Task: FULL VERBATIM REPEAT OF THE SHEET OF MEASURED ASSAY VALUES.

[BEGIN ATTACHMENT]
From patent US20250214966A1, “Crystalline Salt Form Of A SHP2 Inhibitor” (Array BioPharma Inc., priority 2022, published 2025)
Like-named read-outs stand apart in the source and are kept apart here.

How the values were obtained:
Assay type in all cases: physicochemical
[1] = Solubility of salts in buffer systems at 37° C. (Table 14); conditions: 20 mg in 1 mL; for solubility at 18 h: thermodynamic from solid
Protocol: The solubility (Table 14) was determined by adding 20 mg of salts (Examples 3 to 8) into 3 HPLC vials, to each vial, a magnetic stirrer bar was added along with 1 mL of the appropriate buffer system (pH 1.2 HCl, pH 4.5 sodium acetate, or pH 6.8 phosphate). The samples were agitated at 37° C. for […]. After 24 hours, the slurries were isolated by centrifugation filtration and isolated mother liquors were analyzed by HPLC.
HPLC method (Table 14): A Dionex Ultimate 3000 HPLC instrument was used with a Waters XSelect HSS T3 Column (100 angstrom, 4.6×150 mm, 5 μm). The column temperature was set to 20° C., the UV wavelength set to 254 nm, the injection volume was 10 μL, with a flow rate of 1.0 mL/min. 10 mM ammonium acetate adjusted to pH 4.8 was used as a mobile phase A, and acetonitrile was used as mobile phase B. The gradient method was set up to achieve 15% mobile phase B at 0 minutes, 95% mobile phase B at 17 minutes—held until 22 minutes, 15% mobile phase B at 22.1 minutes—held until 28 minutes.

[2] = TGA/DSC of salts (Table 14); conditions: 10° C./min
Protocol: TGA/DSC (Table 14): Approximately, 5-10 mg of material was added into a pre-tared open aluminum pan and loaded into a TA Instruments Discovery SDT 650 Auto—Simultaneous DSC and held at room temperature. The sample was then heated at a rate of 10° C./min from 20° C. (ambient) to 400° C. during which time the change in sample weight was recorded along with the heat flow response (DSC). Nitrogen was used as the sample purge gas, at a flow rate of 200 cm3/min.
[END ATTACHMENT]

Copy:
From patent US20250214966A1, “Crystalline Salt Form Of A SHP2 Inhibitor” (Array BioPharma Inc., priority 2022, published 2025)
Like-named read-outs stand apart in the source and are kept apart here.

How the values were obtained:
Assay type in all cases: physicochemical
[1] = Solubility of salts in buffer systems at 37° C. (Table 14); conditions: 20 mg in 1 mL; for solubility at 18 h: thermodynamic from solid
Protocol: The solubility (Table 14) was determined by adding 20 mg of salts (Examples 3 to 8) into 3 HPLC vials, to each vial, a magnetic stirrer bar was added along with 1 mL of the appropriate buffer system (pH 1.2 HCl, pH 4.5 sodium acetate, or pH 6.8 phosphate). The samples were agitated at 37° C. for […]. After 24 hours, the slurries were isolated by centrifugation filtration and isolated mother liquors were analyzed by HPLC.
HPLC method (Table 14): A Dionex Ultimate 3000 HPLC instrument was used with a Waters XSelect HSS T3 Column (100 angstrom, 4.6×150 mm, 5 μm). The column temperature was set to 20° C., the UV wavelength set to 254 nm, the injection volume was 10 μL, with a flow rate of 1.0 mL/min. 10 mM ammonium acetate adjusted to pH 4.8 was used as a mobile phase A, and acetonitrile was used as mobile phase B. The gradient method was set up to achieve 15% mobile phase B at 0 minutes, 95% mobile phase B at 17 minutes—held until 22 minutes, 15% mobile phase B at 22.1 minutes—held until 28 minutes.

[2] = TGA/DSC of salts (Table 14); conditions: 10° C./min
Protocol: TGA/DSC (Table 14): Approximately, 5-10 mg of material was added into a pre-tared open aluminum pan and loaded into a TA Instruments Discovery SDT 650 Auto—Simultaneous DSC and held at room temperature. The sample was then heated at a rate of 10° C./min from 20° C. (ambient) to 400° C. during which time the change in sample weight was recorded along with the heat flow response (DSC). Nitrogen was used as the sample purge gas, at a flow rate of 200 cm3/min.